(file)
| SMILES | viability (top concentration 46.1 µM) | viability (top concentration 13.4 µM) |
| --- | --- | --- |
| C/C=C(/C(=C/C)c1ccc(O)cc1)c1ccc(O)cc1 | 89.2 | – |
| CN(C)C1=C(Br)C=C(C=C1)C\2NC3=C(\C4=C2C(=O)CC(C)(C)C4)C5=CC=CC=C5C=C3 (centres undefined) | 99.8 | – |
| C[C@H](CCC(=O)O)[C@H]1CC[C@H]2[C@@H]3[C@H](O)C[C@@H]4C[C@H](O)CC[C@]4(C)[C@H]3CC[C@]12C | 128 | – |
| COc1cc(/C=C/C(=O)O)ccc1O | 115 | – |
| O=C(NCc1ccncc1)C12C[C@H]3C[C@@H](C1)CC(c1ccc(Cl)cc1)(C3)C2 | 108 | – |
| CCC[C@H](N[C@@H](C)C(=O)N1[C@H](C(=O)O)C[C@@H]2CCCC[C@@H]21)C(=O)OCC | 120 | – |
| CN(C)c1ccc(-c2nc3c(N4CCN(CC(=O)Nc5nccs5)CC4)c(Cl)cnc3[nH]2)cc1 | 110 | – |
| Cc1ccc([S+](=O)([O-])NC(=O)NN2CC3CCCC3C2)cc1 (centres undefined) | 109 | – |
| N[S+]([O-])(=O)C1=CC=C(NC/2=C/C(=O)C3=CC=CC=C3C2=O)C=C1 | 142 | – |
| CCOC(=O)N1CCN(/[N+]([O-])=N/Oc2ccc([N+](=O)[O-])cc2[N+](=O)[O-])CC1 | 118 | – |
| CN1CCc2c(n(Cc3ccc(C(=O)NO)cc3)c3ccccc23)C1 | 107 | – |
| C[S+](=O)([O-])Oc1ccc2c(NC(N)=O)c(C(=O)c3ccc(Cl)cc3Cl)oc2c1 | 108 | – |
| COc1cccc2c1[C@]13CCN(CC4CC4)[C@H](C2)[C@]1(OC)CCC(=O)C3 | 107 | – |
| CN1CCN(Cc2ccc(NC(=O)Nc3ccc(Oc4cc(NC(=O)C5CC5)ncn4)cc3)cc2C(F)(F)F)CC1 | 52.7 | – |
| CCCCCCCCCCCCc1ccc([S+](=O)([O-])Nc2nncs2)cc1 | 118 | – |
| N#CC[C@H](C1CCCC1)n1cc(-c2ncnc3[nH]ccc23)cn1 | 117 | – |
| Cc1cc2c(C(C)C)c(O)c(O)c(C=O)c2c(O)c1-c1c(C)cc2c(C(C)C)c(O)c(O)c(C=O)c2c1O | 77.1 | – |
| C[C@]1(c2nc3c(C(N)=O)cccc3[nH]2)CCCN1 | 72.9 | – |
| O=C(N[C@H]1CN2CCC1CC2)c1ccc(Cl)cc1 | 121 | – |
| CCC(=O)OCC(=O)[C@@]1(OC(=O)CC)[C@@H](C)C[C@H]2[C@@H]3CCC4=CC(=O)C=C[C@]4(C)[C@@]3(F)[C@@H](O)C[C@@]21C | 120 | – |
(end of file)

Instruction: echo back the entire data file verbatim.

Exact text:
| SMILES | viability (top concentration 46.1 µM) | viability (top concentration 13.4 µM) |
| --- | --- | --- |
| C/C=C(/C(=C/C)c1ccc(O)cc1)c1ccc(O)cc1 | 89.2 | – |
| CN(C)C1=C(Br)C=C(C=C1)C\2NC3=C(\C4=C2C(=O)CC(C)(C)C4)C5=CC=CC=C5C=C3 (centres undefined) | 99.8 | – |
| C[C@H](CCC(=O)O)[C@H]1CC[C@H]2[C@@H]3[C@H](O)C[C@@H]4C[C@H](O)CC[C@]4(C)[C@H]3CC[C@]12C | 128 | – |
| COc1cc(/C=C/C(=O)O)ccc1O | 115 | – |
| O=C(NCc1ccncc1)C12C[C@H]3C[C@@H](C1)CC(c1ccc(Cl)cc1)(C3)C2 | 108 | – |
| CCC[C@H](N[C@@H](C)C(=O)N1[C@H](C(=O)O)C[C@@H]2CCCC[C@@H]21)C(=O)OCC | 120 | – |
| CN(C)c1ccc(-c2nc3c(N4CCN(CC(=O)Nc5nccs5)CC4)c(Cl)cnc3[nH]2)cc1 | 110 | – |
| Cc1ccc([S+](=O)([O-])NC(=O)NN2CC3CCCC3C2)cc1 (centres undefined) | 109 | – |
| N[S+]([O-])(=O)C1=CC=C(NC/2=C/C(=O)C3=CC=CC=C3C2=O)C=C1 | 142 | – |
| CCOC(=O)N1CCN(/[N+]([O-])=N/Oc2ccc([N+](=O)[O-])cc2[N+](=O)[O-])CC1 | 118 | – |
| CN1CCc2c(n(Cc3ccc(C(=O)NO)cc3)c3ccccc23)C1 | 107 | – |
| C[S+](=O)([O-])Oc1ccc2c(NC(N)=O)c(C(=O)c3ccc(Cl)cc3Cl)oc2c1 | 108 | – |
| COc1cccc2c1[C@]13CCN(CC4CC4)[C@H](C2)[C@]1(OC)CCC(=O)C3 | 107 | – |
| CN1CCN(Cc2ccc(NC(=O)Nc3ccc(Oc4cc(NC(=O)C5CC5)ncn4)cc3)cc2C(F)(F)F)CC1 | 52.7 | – |
| CCCCCCCCCCCCc1ccc([S+](=O)([O-])Nc2nncs2)cc1 | 118 | – |
| N#CC[C@H](C1CCCC1)n1cc(-c2ncnc3[nH]ccc23)cn1 | 117 | – |
| Cc1cc2c(C(C)C)c(O)c(O)c(C=O)c2c(O)c1-c1c(C)cc2c(C(C)C)c(O)c(O)c(C=O)c2c1O | 77.1 | – |
| C[C@]1(c2nc3c(C(N)=O)cccc3[nH]2)CCCN1 | 72.9 | – |
| O=C(N[C@H]1CN2CCC1CC2)c1ccc(Cl)cc1 | 121 | – |
| CCC(=O)OCC(=O)[C@@]1(OC(=O)CC)[C@@H](C)C[C@H]2[C@@H]3CCC4=CC(=O)C=C[C@]4(C)[C@@]3(F)[C@@H](O)C[C@@]21C | 120 | – |